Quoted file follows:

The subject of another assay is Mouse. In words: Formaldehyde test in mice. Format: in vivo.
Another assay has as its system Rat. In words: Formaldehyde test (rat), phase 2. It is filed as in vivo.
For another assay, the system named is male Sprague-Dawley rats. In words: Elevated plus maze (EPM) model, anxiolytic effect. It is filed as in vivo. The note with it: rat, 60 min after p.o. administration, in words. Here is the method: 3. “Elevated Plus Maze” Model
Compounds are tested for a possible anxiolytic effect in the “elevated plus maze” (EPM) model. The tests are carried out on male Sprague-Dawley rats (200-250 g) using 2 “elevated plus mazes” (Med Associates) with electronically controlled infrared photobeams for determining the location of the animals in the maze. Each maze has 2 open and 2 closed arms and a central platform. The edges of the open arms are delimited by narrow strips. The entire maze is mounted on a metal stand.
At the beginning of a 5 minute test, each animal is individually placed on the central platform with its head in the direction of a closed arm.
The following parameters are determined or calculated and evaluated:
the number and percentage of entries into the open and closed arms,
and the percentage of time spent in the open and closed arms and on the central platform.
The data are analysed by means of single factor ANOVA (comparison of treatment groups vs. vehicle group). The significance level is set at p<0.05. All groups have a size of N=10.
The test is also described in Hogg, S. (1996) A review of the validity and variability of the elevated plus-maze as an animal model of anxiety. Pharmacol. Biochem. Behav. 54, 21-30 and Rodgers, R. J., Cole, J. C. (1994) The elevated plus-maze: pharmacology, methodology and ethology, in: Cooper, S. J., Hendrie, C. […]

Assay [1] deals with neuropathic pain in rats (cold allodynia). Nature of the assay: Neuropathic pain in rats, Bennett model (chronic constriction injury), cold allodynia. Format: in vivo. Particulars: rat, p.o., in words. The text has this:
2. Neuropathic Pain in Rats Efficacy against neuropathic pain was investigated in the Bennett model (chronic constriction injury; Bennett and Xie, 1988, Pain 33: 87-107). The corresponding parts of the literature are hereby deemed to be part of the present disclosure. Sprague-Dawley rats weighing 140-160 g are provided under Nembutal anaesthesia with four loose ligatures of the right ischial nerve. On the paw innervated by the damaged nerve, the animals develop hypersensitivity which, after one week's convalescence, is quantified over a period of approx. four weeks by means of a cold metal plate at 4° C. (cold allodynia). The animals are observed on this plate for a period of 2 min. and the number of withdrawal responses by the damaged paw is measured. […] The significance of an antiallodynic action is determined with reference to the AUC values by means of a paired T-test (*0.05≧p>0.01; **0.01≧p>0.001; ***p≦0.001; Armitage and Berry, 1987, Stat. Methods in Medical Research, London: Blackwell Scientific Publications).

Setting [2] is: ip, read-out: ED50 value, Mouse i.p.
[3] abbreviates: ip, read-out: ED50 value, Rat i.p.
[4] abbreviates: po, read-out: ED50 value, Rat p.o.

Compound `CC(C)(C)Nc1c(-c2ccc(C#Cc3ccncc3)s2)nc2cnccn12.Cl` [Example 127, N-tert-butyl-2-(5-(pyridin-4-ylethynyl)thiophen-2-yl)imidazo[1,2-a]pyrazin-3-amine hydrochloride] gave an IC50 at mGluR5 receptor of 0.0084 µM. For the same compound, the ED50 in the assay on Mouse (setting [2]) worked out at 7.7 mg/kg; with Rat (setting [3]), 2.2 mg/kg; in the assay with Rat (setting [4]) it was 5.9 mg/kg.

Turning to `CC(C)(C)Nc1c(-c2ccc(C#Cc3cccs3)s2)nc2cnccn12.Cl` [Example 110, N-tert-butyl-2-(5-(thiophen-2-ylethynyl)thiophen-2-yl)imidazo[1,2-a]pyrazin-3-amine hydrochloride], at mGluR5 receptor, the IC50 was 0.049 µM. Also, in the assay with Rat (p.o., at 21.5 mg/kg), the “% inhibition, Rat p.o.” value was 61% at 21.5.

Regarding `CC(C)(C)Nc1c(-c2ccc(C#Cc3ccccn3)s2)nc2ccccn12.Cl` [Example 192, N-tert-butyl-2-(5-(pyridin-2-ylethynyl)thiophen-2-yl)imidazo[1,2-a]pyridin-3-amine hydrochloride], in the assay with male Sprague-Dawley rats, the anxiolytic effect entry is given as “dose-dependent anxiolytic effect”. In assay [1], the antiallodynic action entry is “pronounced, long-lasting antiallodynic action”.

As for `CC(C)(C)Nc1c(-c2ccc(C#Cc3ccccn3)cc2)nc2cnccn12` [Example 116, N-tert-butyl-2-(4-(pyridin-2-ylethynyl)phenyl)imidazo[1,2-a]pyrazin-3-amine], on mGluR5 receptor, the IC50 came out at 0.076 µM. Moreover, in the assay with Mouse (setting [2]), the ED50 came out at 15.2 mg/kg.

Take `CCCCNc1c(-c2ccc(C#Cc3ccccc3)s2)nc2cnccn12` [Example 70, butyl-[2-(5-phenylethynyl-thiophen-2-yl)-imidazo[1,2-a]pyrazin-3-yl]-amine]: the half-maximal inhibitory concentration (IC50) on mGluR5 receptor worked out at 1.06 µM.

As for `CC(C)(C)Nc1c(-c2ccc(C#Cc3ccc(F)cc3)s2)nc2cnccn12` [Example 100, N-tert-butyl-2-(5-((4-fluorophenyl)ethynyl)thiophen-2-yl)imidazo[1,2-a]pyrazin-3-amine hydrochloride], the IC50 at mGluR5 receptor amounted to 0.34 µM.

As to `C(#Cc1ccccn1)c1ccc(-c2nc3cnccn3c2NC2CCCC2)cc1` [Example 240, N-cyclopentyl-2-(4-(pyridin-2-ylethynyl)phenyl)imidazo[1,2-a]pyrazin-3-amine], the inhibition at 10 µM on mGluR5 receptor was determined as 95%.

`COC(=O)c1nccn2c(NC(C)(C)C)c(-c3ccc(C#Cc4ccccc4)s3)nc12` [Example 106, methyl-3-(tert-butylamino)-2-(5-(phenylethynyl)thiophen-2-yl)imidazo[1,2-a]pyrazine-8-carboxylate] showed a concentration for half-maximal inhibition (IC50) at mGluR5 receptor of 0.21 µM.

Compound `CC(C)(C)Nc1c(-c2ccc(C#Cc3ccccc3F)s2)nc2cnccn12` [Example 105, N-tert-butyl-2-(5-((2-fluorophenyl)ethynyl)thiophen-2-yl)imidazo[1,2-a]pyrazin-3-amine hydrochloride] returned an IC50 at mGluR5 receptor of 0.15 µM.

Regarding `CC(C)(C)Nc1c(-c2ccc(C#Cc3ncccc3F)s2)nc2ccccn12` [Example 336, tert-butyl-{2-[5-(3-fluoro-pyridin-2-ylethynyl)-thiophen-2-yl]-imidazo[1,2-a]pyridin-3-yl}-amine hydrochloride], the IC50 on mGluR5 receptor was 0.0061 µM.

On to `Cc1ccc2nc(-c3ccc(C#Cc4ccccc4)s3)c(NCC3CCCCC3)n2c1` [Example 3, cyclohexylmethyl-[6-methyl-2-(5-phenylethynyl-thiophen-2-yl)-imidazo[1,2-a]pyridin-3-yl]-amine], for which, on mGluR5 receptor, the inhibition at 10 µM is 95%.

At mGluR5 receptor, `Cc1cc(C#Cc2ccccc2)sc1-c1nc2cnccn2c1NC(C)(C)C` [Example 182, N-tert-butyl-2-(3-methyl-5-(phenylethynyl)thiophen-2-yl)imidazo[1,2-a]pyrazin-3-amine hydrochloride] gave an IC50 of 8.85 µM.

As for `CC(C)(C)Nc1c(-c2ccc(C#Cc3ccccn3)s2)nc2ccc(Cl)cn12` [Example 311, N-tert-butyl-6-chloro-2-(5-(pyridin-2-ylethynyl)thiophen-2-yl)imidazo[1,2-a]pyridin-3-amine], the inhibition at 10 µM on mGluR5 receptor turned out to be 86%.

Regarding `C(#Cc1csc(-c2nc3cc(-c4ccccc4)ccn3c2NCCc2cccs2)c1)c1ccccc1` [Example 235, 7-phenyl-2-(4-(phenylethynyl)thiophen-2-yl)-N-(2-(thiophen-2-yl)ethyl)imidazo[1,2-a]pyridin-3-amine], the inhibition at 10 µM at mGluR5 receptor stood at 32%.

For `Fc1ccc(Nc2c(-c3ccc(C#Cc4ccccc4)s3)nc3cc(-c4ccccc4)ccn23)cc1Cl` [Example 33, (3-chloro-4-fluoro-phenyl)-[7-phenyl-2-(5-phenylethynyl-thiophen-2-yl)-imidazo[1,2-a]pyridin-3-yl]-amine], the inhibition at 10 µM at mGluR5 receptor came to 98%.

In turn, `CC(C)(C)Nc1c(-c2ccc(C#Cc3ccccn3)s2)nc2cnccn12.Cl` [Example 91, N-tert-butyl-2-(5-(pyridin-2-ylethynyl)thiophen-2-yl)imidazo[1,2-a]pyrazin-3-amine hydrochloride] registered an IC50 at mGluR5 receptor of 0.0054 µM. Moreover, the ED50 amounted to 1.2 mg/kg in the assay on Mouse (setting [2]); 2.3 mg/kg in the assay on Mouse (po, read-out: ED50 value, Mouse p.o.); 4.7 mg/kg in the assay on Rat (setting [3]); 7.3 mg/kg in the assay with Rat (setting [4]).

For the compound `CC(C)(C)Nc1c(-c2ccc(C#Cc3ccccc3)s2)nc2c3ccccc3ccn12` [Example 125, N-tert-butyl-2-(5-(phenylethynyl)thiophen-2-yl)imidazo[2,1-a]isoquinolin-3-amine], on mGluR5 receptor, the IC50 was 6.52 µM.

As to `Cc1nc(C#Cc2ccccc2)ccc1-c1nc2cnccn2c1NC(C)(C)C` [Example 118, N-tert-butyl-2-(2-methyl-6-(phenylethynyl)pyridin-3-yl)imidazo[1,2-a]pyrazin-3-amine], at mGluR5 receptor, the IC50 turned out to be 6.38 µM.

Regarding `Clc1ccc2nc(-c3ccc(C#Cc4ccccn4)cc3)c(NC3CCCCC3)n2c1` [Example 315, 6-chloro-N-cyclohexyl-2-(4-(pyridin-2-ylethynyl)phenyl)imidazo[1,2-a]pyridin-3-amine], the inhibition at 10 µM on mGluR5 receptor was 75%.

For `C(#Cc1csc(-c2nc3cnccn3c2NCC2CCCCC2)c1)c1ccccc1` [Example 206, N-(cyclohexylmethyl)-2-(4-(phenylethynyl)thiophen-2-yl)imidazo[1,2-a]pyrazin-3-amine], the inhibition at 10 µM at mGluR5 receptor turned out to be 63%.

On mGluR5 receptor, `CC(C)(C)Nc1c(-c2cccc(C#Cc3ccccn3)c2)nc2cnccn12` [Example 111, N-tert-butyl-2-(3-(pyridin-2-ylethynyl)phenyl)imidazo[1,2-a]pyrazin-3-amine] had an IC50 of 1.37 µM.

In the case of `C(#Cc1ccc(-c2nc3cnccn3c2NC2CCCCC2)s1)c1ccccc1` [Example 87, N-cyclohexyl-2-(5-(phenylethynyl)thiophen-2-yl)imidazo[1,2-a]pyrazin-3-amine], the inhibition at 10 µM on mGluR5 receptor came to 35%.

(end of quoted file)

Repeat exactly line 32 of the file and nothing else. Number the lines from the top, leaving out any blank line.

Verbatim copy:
For the compound `CC(C)(C)Nc1c(-c2ccc(C#Cc3ccccc3)s2)nc2c3ccccc3ccn12` [Example 125, N-tert-butyl-2-(5-(phenylethynyl)thiophen-2-yl)imidazo[2,1-a]isoquinolin-3-amine], on mGluR5 receptor, the IC50 was 6.52 µM.